In patients with severe TR presenting with RV volume overload, the contraction of subendocardial longitudinal fibers might be the first to be insulted indicating an early phase of ventricular damage, while contractility of the mid-circumferential RV layers can still be preserved or even augmented to compensate for the loss of longitudinal force (Figure 1) [25]. When circumferential contraction is lost, this represents an advanced stage of RV failure, and any attempt to intervene and change the natural history of TR might come with little clinical benefit [25]. Hence, appropriate assessment of RV longitudinal contraction is of paramount importance and might be the most pertinent to set optimal cutoff values to indicate the best time for intervention.
For over two decades, two-dimensional speckle-tracking echocardiography has emerged as a novel imaging technique assessing intrinsic myocardial function. Despite being initially utilized for the left ventricle, its applicability has recently been extended to the RV. RV global longitudinal strain (RVGLS) and RV free-wall longitudinal strain (RVFWLS) are the two main indices of speckle-tracking echocardiography for the assessment of RV performance, with a strong correlation to CMR-derived RV EF [26]. These indices offer substantial benefits over traditional indices of RV longitudinal function such as TAPSE or S’, as they are less dependent on geometry, cardiac translational motion, and loading conditions [18]. Since they follow the movement of myocardial speckles across the whole range of myocardial wall, they more accurately reflect more the overall RV performance [18]. However, a considerable limitation is the absence of unified, robust normality threshold both for RV GLS and RV FWLS [27].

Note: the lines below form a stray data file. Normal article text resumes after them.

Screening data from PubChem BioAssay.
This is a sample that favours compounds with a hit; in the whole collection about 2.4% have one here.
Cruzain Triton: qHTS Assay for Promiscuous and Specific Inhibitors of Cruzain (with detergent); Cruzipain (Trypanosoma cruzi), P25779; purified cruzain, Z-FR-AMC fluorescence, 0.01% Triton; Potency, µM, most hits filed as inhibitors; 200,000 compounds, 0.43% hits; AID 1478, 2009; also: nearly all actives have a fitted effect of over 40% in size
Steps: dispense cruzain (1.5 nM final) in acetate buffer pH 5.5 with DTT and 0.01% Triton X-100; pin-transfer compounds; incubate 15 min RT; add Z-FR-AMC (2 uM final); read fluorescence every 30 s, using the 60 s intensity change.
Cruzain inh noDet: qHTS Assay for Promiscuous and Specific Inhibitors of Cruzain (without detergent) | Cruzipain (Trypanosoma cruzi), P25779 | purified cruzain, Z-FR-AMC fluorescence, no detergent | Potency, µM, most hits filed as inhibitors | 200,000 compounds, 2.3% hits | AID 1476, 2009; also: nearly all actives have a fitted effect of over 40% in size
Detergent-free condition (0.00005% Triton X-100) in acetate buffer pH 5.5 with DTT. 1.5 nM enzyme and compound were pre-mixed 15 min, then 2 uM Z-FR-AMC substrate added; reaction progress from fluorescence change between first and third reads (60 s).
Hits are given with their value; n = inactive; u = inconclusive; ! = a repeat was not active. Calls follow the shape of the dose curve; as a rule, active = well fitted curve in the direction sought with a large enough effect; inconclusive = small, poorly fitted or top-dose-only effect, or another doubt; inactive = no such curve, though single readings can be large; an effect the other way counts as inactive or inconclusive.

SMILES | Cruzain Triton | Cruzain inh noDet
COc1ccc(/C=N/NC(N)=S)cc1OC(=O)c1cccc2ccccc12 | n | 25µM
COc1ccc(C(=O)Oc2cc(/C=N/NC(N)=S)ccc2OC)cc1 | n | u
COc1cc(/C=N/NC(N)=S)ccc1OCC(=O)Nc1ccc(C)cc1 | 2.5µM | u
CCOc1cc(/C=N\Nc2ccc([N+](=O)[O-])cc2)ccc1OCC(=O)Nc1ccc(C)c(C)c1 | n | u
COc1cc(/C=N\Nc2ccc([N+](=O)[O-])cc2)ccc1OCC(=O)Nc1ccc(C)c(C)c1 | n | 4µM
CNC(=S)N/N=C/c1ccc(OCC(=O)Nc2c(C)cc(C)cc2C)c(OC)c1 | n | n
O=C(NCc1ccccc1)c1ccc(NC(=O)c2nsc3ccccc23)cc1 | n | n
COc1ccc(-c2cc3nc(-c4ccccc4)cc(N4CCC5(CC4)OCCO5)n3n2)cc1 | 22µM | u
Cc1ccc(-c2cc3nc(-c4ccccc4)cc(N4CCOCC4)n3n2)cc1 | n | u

RV longitudinal strain has provided evidence of refined risk stratification for TR patients. Prihadi et al. studied a large cohort of 896 patients with moderate or severe functional TR and disclosed that RV FWLS identified a higher number of patients with abnormal RV function compared to the traditional TAPSE and FAC [28]. This observation denotes the superior sensitivity of this index to capture subtle myocardial damage compared to the conventional echocardiography parameters of RV function [28]. In line with those findings, in a group of severe TR patients mainly functional in etiology, Ancona et al. showed that RV FWLS reclassified almost 50% of patients with apparently normal RV function, via TAPSE, FAC, or S’, to impaired RV function [29].
Apart from the ability to detect RV dysfunction in advance of the conventional parameters, RV longitudinal strain provides prognostic information for patients with severe TR treated conservatively. Prihadi et al. demonstrated that RV FWLS is associated, over and above TAPSE and FAC, with long-term outcomes [28]. In the study by Ancona et al., an optimal cutoff value of RV FWLS of −14% was identified to predict all-cause mortality [29]. Similar findings were published by Hinojan et al., who demonstrated superiority of RV GLS and RV FWLS to predict outcomes compared to conventional RV parameters in a cohort of secondary, at least severe TR patients without indication for intervention, implying that speckle-tracking echocardiography might be best suited to inform regarding intervention [30]. Downstream RV impairment will affect right atrial function, and subjects with a phenotype of impaired RV and right atrial strain are at higher risk for events [31].